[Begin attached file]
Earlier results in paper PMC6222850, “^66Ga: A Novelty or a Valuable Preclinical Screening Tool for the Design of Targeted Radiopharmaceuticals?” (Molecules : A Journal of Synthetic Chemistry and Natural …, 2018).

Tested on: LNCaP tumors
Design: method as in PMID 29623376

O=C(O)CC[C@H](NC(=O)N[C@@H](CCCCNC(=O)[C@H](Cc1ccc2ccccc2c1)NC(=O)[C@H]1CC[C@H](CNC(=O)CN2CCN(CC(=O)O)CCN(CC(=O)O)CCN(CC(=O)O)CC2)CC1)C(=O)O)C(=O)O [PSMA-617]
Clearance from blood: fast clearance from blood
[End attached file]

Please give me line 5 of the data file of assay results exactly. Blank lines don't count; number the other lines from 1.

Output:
Clearance from blood: fast clearance from blood